Previously published on August 16 (as Recording Review #100)

Frédéric d’Erlanger (1868-1943) and Thomas Dunhill (1877-1946) each wrote a Piano Quintet (respectively 1901 and 1904), both are in four movements (the firsts of which call for an exposition repeat) and last for around thirty-five minutes. Both are new to me and wonderful discoveries.

Frédéric Alfred d’Erlanger (“Baron Fred”) was born in Paris to a German father and American mother. He came to London at an early age and stayed. By profession he was a banker, by inclination a patron of the arts, and through creativity a composer. His Quintet opens with a broad heroic theme, quite Brahmsian, music of endeavour, contrasted with lovely lyricism and light and shade. The slow movement is intimate and expressive, cue Dvořák, which is not to suggest that d’Erlanger doesn’t have a voice and personality of his own. He does. There follows a sparkling on-the-move Scherzo and an expansive and resolute Finale to crown this impressive and endearing work, which should also appeal to fans of Korngold.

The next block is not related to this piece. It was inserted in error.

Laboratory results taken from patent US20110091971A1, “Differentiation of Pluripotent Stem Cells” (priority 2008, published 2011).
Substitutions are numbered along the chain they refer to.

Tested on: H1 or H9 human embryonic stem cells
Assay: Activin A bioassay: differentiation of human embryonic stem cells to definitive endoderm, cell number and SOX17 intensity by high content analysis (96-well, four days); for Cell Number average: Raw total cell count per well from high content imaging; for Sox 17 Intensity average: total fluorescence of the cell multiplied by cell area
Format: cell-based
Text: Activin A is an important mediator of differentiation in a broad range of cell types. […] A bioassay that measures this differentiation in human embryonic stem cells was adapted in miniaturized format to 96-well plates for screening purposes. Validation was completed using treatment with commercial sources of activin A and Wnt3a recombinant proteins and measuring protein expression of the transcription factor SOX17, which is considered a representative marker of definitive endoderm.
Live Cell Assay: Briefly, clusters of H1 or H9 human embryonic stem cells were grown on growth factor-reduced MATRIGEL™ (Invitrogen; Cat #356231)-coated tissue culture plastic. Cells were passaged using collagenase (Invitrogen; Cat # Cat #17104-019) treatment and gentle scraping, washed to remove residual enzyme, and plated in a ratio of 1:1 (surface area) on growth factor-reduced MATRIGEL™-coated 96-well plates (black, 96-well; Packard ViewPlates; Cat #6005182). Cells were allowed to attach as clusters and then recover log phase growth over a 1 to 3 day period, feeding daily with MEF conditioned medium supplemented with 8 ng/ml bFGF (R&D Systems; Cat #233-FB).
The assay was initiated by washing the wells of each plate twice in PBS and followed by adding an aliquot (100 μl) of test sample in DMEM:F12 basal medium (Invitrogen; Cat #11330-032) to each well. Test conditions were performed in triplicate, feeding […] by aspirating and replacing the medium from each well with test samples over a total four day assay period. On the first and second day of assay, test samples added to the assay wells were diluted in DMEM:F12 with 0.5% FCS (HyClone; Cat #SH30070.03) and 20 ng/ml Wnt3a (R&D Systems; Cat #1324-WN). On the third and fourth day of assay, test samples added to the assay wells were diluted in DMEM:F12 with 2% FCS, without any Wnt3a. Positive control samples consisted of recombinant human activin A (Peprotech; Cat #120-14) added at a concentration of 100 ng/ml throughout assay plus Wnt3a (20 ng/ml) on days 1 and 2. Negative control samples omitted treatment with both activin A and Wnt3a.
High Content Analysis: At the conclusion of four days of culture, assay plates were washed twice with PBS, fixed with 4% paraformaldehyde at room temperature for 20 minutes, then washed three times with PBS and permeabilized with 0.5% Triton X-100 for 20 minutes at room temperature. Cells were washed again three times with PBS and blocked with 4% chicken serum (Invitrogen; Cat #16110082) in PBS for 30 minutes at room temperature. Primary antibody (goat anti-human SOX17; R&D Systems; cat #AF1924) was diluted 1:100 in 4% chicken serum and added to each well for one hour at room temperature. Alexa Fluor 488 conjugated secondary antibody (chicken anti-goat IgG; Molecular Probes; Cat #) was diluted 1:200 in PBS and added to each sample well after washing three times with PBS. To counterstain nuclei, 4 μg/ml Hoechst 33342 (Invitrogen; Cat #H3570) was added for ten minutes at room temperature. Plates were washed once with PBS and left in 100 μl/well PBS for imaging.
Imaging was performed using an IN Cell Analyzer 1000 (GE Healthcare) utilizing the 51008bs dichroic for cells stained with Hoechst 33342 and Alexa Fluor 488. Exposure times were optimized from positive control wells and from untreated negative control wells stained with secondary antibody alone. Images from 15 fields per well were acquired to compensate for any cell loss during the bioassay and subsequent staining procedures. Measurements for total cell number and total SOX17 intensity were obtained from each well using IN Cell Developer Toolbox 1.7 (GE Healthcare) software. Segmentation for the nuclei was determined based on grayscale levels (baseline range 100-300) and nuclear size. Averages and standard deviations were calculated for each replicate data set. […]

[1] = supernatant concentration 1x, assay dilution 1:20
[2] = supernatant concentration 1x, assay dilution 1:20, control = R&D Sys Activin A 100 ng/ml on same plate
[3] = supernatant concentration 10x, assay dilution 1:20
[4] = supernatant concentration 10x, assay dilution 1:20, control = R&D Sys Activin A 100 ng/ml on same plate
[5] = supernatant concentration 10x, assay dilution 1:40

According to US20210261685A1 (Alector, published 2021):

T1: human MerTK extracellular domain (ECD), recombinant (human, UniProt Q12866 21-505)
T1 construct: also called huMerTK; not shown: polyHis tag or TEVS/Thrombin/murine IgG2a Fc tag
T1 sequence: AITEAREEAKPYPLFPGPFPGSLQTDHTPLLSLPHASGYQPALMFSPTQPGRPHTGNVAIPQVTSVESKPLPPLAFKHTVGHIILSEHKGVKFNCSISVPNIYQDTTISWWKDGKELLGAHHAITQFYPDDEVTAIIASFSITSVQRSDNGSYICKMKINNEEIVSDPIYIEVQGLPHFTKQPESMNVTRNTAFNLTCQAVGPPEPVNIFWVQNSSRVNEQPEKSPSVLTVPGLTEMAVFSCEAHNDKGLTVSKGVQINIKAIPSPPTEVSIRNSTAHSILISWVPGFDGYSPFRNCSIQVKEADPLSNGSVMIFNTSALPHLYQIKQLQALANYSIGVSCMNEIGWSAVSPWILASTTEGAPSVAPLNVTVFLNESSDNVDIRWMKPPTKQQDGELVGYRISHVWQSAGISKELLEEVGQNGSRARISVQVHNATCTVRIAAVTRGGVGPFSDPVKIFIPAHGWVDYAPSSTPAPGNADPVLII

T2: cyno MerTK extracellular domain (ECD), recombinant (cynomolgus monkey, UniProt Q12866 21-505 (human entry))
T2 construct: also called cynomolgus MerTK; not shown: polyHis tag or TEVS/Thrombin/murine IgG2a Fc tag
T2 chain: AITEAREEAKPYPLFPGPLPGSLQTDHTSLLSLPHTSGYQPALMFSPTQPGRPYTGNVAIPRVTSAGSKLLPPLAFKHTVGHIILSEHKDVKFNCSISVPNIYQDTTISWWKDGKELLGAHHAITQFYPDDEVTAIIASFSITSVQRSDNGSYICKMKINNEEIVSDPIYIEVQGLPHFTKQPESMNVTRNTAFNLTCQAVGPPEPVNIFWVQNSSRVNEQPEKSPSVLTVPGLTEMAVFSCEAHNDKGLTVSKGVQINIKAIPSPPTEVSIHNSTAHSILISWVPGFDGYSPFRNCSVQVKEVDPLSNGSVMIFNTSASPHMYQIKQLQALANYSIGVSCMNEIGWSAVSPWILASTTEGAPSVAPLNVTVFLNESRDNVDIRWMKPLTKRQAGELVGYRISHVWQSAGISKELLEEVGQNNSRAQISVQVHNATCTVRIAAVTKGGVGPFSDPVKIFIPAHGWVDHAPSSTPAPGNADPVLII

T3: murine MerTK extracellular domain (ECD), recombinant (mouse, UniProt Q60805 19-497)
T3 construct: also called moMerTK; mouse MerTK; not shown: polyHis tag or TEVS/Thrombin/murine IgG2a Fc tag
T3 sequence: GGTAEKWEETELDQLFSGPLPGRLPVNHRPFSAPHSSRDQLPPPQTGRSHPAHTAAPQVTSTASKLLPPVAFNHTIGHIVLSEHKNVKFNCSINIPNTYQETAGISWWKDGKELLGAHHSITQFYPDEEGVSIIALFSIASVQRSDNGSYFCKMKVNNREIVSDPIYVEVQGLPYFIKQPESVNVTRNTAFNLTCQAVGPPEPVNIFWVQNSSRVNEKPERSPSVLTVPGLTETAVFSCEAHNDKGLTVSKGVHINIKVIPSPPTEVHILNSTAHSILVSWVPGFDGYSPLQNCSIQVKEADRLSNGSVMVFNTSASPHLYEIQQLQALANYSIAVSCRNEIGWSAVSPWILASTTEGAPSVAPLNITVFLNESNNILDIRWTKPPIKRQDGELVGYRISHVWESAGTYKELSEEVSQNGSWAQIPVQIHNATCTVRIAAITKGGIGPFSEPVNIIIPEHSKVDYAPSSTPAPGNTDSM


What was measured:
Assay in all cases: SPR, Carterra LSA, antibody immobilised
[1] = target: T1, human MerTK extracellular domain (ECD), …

A prolific composer, Londoner Thomas Dunhill’s C-minor Quintet is no-less fine, quite (Robert) Schumann-esque and at times anticipating Elgar’s ‘late’ chamber music; he’s his own man though, just breathing similar air. It’s a richly expressive piece full of ear-grabbing ideas that come from the heart – and go to it; plenty of liveliness, too.

I am smitten by these scores. The Potton Hall recordings (February 2019) are superb, ideally capturing the trusted partnership of Piers Lane and the Goldner Quartet – musicians who seem totally convinced of these works’ considerable worth. Hyperion CDA68296 (available from August 28) includes a booklet note by Lewis Foreman. The cover is an apt complement to the music.